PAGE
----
What are the core responsibilities of your role as the CLIO at Novartis?
I would say there are four key areas. One is outside relations, which is managing relationships and partnerships with outside counsel, technology providers, and third parties. A second area is culture and change management. With this, I want to empower and support associates on my team to continually challenge the current state and think of new ways to work. Third, there's technology and systems, in which I focus on proposing, implementing, and managing technology for the firm's legal operations. The fourth area is performance measurement and improvement, which involves things like benchmarking, budgeting, and managing vendor performance and customer satisfaction.
What are some of the challenges of being the CLIO at a large pharmaceutical company?
I see myself as a change agent, and I face the usual challenges of a person who drives change. Most people like the way they work today and are skeptical vis-a-vis change. So as you might expect, I face some resistance when driving initiatives to improve the way we tackle commodity-like legal work.
The other challenge is self-made by us, who are leading the industrialization of the legal industry. We have been overpromising what algorithms can do. And we likely underestimated the complexity to implement these systems for them to work optimally and be leveraged cross-functionally.
How is your team organized, and how does that help with your position as CLIO?
Novartis Legal has roughly 900 professionals located in over 50 locations, though most professionals are located in Switzerland, the U.S., and Germany – which are the headquarters locations of our divisions. Sixty percent of our people focus on general legal operations and 40% on intellectual property (IP). The operations community consists approximately 60 professionals – where 40 focus on IP and 20 on general legal.
The corporate innovation and operations team is small and is not structured. We have several associates as well as more senior-level professionals. Clearly the associates have their primary responsibility such as eDiscovery or spend management, but this is to focus on the operational activities. The innovation activities, such as piloting new technologies or legal project management activities, are organized in scrums and involve a community of "interested” associates who, by the way, are all invited to my team meetings, which are open for everybody.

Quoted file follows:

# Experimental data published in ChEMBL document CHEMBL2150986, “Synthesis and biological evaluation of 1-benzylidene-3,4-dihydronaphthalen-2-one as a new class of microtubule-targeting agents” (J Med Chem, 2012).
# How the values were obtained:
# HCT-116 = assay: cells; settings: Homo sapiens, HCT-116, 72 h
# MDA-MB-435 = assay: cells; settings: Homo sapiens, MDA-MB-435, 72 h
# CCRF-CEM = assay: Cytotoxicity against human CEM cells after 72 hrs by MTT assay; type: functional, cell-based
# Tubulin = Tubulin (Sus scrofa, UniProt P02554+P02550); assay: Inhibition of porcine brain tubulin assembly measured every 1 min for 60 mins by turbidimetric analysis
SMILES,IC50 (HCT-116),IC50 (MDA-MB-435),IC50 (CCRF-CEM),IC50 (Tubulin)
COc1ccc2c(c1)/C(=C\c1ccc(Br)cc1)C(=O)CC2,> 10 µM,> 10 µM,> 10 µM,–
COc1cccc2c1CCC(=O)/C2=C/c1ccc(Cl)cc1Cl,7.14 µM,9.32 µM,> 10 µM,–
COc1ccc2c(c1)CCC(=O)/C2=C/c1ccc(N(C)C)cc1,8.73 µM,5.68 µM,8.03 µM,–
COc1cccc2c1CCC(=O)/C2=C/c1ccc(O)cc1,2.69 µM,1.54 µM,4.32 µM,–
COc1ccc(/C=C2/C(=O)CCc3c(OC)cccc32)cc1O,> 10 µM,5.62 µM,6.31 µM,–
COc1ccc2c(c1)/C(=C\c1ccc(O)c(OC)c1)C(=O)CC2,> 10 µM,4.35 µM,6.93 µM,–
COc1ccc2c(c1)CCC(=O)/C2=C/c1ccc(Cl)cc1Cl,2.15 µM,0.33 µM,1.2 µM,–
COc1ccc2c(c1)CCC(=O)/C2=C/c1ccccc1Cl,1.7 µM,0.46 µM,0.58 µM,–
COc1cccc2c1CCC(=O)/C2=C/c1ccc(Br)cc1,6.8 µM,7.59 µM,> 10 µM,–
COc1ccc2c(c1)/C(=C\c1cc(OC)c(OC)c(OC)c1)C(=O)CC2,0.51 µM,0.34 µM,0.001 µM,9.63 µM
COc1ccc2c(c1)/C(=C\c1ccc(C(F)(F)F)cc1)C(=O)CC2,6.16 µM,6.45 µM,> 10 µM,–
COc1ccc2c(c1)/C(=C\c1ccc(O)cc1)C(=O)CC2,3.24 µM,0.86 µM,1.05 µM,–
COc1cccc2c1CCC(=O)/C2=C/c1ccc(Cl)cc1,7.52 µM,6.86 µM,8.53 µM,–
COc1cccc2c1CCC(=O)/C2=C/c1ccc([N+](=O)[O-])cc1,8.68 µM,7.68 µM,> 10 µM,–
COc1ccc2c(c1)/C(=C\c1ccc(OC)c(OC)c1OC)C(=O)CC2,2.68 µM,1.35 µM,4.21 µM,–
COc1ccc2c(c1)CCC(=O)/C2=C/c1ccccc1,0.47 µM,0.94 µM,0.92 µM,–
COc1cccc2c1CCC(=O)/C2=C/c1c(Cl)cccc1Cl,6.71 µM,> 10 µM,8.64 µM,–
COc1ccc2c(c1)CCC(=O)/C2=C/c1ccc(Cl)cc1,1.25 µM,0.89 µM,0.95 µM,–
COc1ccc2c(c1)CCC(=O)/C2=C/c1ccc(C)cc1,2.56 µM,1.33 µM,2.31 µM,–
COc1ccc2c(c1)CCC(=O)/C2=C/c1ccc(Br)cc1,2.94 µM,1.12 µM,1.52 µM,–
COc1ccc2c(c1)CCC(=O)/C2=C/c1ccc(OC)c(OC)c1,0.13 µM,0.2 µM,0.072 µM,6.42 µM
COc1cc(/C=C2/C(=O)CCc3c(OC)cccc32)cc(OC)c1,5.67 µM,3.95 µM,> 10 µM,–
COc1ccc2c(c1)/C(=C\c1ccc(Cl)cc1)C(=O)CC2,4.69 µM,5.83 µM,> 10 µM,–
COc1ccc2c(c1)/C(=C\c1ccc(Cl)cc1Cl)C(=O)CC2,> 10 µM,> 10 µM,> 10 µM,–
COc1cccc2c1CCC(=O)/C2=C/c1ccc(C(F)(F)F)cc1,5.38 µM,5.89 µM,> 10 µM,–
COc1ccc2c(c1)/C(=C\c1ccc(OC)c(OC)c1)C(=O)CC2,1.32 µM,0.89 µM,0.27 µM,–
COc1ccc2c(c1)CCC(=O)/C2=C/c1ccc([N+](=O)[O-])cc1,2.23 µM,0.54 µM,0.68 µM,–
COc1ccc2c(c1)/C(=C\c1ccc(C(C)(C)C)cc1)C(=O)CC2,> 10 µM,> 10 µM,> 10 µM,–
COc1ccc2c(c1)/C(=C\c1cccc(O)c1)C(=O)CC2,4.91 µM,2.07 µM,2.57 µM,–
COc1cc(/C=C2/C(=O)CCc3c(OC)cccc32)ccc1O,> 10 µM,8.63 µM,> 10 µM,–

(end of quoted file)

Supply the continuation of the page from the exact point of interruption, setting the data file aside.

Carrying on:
What are some of the things you get excited about as CLIO?
My "kick” is to rethink the way we, as legal professionals, work and demystify legal services. I am working toward the industrialization of the legal industry. This will provide legal access to everybody equally, and it will hopefully happen in a way that is instant and quick. I am very excited about digital platforms that provide legal assistance in some way, such as LegalZoom, Flightright, Globality, and ebay's online dispute resolution service. My vision is that legal services, for example for startups, can come out of the box, or disputes can be solved using a dispute resolution service instead of waiting for lengthy court proceedings.
From a legal perspective, what are some trends you have observed in the pharma industry in the past 10 years?
One trend is that there has been a shift from traditional law firms to service and technology providers in the areas of litigation and investigations, mergers and acquisitions, and intellectual property. I've also observed more standardization, centralization, and automation of tactical activities of the legal department with buy- and sell-side contracting. Another trend is that legal project management practices are being increasingly used for complex cases, particularly litigation, mergers and acquisitions, and business development and licensing.
What industry trends do you expect to see in both the near term (five years) and long term (30 years)?